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Trump 'considering' moving U.S. Embassy in Israel from Tel Aviv to Jerusalem, Pence says

The vice president, in Queens, says that Trump is considering ‘when and how’ to move the embassy from Tel Aviv to Jerusalem.

Vice President Mike Pence at the Queens Museum

Vice President Mike Pence at the Queens Museum on Tuesday, Nov. 28, 2017. Photo Credit: AFP / Getty Images / Timothy A. Clary

Vice President Mike Pence said Tuesday in Queens that President Donald Trump is “actively considering when and how” to move the American embassy in Israel to Jerusalem from Tel Aviv, a possibility a top Palestinian official has said would be “a declaration of war against Muslims.”

Since taking office, Trump has postponed his campaign pledge to relocate the embassy as Israel has long demanded. But Pence said at the Queens Museum in Corona, “As we speak, President Donald Trump is actively considering when and how to move the American embassy in Israel from Tel Aviv to Jerusalem.”

In June, Trump followed past presidents by signing a waiver on a 1995 law requiring that the embassy be moved to Jerusalem by 1999. The White House said Trump made the decision “to maximize the chances of successfully negotiating a deal between Israel and the Palestinians.” Last month, Trump told a show hosted by fellow Republican Mike Huckabee that the U.S. would hold off on the move.

The embassy’s location — long in Tel Aviv instead of Jerusalem, the Jewish state’s declared capital — has been a source of tension between Israel and the United States for decades, and Trump in 2016 promised a relocation. Jerusalem is claimed as a capital by Jews and Palestinians. Moving the embassy would all but declare the city to be Israeli territory.

The week of Trump’s inauguration, Palestinian Fatah Central Committee member Jibril Rajoub, a top official in the Palestinian government, told The Times of Israel that the embassy relocation would be “a declaration of war against Muslims” that carried “consequences.”

Pence spoke Tuesday for about 15 minutes at the museum to commemorate the 70th anniversary — Nov. 29, 1947 — of the United Nations General Assembly vote for a resolution to partition what was then the British territory of Palestine and create the Jewish state.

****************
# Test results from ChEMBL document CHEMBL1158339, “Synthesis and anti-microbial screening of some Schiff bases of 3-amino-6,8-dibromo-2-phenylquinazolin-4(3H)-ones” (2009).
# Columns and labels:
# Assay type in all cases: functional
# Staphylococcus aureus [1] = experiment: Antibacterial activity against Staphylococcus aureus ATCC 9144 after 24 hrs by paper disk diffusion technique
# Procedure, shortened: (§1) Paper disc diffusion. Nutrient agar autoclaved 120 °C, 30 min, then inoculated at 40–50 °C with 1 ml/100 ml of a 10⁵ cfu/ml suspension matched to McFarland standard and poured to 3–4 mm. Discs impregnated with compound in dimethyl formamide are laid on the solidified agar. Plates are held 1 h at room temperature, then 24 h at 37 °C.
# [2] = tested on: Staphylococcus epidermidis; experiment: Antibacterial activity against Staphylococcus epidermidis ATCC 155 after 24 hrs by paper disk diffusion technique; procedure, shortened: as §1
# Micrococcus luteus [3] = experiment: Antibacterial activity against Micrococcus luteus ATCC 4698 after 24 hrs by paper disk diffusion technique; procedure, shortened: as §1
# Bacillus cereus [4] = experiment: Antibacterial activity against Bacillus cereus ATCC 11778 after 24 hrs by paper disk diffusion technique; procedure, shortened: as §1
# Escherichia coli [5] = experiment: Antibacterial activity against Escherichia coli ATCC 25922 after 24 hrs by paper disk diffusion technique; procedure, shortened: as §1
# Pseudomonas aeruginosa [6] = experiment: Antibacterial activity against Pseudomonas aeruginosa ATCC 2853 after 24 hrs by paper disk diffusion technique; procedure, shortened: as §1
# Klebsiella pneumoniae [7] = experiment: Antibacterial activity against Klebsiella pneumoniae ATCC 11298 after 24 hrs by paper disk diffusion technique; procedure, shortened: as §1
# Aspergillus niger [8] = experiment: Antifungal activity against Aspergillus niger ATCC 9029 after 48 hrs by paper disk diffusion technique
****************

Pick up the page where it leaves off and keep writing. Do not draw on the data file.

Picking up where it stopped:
The UN’s current headquarters in Manhattan wasn’t completed until 1952, and at the time the General Assembly met in the hall that now houses the museum.

After the 1947 vote, the Arab states’ delegation opposed the resolution, calling it “invalid” and beyond the scope of the UN’s charter. The Egyptian delegate to the UN predicted bloodshed.

Pence, who did not detail the timeline for moving the embassy, criticized the Iran nuclear deal struck by former president Barack Obama, and called the modern-day UN “a forum for invective, and a forum for anti-Semitism and hatred.”

He said, “The days of Israel-bashing at the United Nations are over.”

“Our two nations stand together to confront any who dare to threaten us, most especially the menace of radical Islamic terror,” Pence said. Obama and his predecessor, George W. Bush, avoided the phrase as incendiary to the world’s 1.6 billion Muslims.

Tuesday’s commemoration initially was canceled in August when the city-funded museum backed out on a deal to rent the space, Israel’s UN ambassador, Danny Danon, said at the time. Danon said then that the museum board said the event was a “political” event banned by museum rules, though it later relented amid a tabloid uproar.

Asked in a brief interview with Newsday before Pence’s remarks Tuesday whether Israel was disappointed with Trump’s unkempt embassy promise, Danon said, “We believe that it will happen soon.”

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